08 October 2009

A Vision of the Urban Crapscrape to Come

Pieces of ungodly crapitecture go up every week, and we dutifully rail against their plastic, cookie-cutter, soul-killing awfulness. But very often they exist in our minds as a sore thumb, an annoying eyesore upsetting the block. We put in the back of our mind, as too terrible to contemplate, what our city will become when these isolated pieces of shoddy "architecture" pile up and reach critical mass.

I had a horrifying vision of what that city might look like the other day as I was biking around Red Hook, looking for trouble. I came upon this deadening row of houses on Richards Street, three in a row, all completed within the last five years. The unstoppable blandness of the trio overwhelms you like a wave of nausea. The absolute and transparent ersatz quality of their materials and conception injures the eyes. There is no corner of relief, no minute aspect of beauty to latch your peepers in hopes of momentary solace. It's all dreck.

Notice how every detail is fake and half-assed: the quasi bay windows; the half-hearted cornice on one, the why-bother shingled "roof" on another; the barely there lintels (where there are lintels at all); the afterthought keystones on the one of the left; and rotten, rotten, cheapo windows on all three.

These buildings are not worth having a pigeon shit on. And this is what the City's prepared to vote back into office for four more years next month.


Anonymous said...

do you think a thompson administration would be any different in this regard?

he'd be fine with it as long as its filled with low income residents and constructed by union labor.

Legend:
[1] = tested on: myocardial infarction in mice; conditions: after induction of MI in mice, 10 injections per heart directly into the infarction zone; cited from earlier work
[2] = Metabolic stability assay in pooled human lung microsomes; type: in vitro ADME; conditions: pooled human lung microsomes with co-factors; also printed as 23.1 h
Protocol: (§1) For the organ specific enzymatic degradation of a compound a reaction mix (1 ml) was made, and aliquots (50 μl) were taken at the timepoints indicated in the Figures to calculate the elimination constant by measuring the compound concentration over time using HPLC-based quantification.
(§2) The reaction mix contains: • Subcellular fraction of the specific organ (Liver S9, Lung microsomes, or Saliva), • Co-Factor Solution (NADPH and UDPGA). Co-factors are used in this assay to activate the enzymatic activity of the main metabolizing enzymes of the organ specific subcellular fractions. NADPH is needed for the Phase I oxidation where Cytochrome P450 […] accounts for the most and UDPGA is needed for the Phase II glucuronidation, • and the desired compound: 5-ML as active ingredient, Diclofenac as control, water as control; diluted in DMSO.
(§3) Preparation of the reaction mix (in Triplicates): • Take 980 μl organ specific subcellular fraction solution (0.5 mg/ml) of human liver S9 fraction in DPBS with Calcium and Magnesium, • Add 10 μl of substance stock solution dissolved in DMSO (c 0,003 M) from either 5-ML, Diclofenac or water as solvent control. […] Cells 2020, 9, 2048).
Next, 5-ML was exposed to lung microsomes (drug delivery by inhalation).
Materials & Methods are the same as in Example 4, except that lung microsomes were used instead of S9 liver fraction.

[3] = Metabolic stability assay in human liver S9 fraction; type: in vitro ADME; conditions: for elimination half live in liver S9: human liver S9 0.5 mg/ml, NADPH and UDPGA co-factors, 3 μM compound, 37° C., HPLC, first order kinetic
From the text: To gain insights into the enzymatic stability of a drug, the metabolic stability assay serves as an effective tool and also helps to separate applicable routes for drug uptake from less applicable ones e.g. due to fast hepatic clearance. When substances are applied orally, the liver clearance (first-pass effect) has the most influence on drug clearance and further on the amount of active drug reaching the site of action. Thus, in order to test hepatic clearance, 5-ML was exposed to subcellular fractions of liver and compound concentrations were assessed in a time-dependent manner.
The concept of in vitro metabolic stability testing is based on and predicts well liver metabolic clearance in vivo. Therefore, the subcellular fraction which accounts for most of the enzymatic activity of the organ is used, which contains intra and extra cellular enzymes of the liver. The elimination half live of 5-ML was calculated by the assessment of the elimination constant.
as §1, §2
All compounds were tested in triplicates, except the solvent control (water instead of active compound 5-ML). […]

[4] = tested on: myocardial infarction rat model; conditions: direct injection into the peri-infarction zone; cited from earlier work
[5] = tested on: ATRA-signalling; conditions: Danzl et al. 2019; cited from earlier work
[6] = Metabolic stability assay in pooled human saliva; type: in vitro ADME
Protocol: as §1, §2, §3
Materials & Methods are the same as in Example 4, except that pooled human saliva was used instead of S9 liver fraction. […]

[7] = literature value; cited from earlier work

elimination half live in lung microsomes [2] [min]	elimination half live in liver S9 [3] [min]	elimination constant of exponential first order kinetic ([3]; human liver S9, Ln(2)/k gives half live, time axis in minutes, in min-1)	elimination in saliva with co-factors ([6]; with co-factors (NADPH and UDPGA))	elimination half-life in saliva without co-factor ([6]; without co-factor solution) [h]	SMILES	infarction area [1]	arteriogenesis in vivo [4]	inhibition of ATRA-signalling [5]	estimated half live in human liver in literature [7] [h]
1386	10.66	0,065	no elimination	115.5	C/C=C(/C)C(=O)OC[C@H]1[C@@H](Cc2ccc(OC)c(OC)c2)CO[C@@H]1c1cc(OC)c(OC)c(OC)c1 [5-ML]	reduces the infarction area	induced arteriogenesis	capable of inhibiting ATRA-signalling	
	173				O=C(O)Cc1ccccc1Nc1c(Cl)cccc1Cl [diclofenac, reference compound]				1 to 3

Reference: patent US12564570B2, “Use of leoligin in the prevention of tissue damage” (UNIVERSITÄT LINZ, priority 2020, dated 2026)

since that's all he seems to care about

not that i love bloomberg, but you cant blame him for everything

A Bulldog in Red Hook said...

the two on the left at least appear to have some degree of thought put into the design of the upper levels. not a whole lot and maybe sloppy construction but much better than the one on the right. why that didn't carry through to the bottom floor, doesn't make any sense.

Blayze said...

I think you're going a little nuts. The two on the left aren't the most god awful things in New York. If anything, the one in the middle is at least trying to recapture the history of the old New York townhouse with it's decorative cornice. I wouldn't mind living in it.

The one on the right is bland, that's true, but it is built to scale. Nor does it have a garage.

They get a C for some effort.

Brooks of Sheffield said...

If you think any of these building are attractive and acceptable efforts, I think you're nuts. You're welcome to them.

Blayze said...

Don't get me wrong, they are pretty bland and could never compare to a stately brownstone, but there's far worse than these little carbuncles ruining the city.

Mosh Lou said...

You're totally wrong here.

Even the most casual student of New York's urban fabric should recognize that, far from being new buildings, these houses probably date from the early 1900s. In fact, the middle house is largely original above its ground floor, retaining its historic paneled bay and cornice decorated with festoons. Brooklyn's streets are filled with modest early-twentieth-century dwellings like these, many of them altered in much the same way.